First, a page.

A little over a month after announcing they were buying Skype, Microsoft has overcome a considerable hurdle by securing the approval of the Federal Trade Commission.
An announcement of antitrust approval for the Microsoft-Skype deal was issued by the FTC on June 16, Reuters reported. FTC approval was a major obstacle Microsoft needed to overcome to close the blockbuster US$8.5 billion deal for the voice-over-IP service.
As previously reported by Digital Journal, Microsoft made the $8.5B purchase of Skype — the most expensive acquisition in its history — with the intent to "enhance its portfolio of real time communication products and services."
The purchase of Skype will help to fulfill this goal, as it brings Microsoft's total instant messaging market share to 68 per cent, according to data published in a report from software manageability firm OPSWAT.
Skype Firing Key Executives
Only three days after earning approval on the deal, Bloomberg reported that Skype was firing several senior executives in order to reduce the cost of payouts that would need to be made when the deal finalizes.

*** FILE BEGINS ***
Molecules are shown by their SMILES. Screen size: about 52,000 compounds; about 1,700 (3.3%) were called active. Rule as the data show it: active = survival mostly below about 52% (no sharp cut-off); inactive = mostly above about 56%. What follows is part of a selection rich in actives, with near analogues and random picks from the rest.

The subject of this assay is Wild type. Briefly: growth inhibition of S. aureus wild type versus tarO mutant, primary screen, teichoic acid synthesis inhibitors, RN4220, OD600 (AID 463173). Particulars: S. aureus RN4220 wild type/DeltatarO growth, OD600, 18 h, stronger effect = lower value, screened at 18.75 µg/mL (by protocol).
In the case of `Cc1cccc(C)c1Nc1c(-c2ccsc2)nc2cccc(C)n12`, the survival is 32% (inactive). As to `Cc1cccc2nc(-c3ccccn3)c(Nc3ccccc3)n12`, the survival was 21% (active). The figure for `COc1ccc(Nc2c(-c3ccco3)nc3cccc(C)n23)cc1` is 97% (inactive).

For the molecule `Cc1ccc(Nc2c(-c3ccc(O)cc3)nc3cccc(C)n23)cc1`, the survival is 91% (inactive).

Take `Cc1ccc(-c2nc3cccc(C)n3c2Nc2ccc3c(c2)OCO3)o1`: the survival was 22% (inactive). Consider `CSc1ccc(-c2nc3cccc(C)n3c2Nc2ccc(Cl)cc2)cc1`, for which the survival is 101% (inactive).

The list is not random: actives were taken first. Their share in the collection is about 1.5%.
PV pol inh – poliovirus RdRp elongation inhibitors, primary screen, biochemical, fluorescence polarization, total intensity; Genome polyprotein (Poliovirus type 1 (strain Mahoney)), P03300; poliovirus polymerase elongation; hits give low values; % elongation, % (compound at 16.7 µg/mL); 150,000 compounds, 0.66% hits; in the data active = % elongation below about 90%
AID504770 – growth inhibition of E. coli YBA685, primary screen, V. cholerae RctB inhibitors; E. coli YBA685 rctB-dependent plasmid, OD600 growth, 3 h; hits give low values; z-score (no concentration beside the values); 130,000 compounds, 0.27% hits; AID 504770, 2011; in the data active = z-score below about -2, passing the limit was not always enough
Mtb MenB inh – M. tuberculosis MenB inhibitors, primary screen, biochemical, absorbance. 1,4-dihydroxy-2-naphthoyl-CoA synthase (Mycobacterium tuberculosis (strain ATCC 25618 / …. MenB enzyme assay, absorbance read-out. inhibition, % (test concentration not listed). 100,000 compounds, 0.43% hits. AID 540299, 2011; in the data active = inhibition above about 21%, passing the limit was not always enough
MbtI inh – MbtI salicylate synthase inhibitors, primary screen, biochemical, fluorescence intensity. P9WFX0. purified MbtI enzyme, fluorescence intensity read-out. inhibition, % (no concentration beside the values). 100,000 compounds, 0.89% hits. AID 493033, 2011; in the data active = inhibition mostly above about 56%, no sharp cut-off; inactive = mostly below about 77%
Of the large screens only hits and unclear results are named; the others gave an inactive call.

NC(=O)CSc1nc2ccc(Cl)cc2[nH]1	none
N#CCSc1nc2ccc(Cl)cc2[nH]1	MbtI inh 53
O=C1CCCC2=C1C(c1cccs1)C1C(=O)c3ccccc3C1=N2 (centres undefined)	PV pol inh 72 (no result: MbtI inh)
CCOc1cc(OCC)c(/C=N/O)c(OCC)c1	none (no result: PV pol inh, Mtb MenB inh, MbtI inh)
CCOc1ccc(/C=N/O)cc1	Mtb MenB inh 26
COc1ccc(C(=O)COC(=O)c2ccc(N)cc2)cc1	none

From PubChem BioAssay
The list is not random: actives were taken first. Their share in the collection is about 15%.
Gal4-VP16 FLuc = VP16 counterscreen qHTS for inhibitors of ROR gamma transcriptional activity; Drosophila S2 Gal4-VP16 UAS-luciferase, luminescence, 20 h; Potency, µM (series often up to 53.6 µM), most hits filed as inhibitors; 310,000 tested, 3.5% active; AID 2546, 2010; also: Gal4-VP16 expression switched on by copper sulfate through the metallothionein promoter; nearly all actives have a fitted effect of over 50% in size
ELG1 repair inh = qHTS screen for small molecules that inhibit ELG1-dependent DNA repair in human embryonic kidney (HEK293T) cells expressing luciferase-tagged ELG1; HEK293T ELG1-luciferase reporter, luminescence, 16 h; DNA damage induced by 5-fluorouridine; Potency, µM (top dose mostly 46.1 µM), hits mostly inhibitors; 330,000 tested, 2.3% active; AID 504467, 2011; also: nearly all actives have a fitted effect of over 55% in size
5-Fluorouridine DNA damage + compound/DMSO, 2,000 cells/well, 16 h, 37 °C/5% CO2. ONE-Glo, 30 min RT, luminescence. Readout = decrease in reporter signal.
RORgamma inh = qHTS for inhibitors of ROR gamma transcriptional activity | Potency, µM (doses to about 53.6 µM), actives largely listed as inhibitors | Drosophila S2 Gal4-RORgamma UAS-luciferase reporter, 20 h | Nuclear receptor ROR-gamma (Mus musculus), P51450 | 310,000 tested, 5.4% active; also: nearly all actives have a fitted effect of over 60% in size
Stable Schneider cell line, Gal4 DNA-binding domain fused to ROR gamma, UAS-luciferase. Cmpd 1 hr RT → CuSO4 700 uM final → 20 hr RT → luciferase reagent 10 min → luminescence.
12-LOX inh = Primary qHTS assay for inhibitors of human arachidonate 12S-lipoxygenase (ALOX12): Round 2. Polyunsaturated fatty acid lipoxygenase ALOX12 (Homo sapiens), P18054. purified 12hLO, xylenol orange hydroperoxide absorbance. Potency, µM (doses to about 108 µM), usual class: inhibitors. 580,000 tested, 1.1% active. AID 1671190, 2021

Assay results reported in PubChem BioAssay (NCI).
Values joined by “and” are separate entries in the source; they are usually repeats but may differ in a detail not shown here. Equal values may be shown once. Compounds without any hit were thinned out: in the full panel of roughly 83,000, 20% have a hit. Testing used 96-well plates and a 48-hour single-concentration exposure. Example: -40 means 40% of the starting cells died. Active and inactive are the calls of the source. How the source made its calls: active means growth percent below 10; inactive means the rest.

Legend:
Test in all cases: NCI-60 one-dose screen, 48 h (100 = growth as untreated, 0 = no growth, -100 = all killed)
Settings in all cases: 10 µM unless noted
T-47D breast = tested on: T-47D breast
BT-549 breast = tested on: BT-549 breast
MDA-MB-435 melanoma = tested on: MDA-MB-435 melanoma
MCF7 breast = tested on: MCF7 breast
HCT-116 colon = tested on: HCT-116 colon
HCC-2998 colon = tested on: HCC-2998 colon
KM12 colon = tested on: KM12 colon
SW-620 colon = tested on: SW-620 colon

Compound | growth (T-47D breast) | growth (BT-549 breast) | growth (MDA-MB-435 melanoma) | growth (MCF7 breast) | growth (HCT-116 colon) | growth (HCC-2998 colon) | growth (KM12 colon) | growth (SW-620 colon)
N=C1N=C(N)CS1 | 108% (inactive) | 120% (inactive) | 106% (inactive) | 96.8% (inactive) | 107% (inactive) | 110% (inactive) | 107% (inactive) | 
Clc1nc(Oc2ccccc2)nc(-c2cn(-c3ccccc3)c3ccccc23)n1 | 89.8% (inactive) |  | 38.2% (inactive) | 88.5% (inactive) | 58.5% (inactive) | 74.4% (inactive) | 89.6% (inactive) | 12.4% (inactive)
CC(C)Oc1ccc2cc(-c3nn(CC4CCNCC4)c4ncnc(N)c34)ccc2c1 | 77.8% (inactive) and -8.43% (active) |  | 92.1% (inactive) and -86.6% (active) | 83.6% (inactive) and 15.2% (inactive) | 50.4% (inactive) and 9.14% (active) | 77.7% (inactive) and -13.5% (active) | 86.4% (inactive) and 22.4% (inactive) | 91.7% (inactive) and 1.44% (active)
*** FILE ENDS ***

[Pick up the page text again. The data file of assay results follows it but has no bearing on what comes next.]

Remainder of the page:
Many of the fired executives, including Vice Presidents David Gurle, Christopher Dean and Don Albert, were instrumental in marketing the VOIP service and forging key partnerships with other businesses, including Facebook.
The Deal: Good or Bad?
The Skype buyout has been met with considerable surprise and criticism from market analysts and reporters alike. Commonly cited problems include Microsoft's poor track record with corporate acquisitions and Skype's ongoing struggle to monetize their services, as well as the total cost of the deal.
Others are more optimistic about the deal, including Richard Blackden of the Telegraph, who argues that the deal will "make the next chapter in the battle royal between the software maker and its rivals that much more compelling."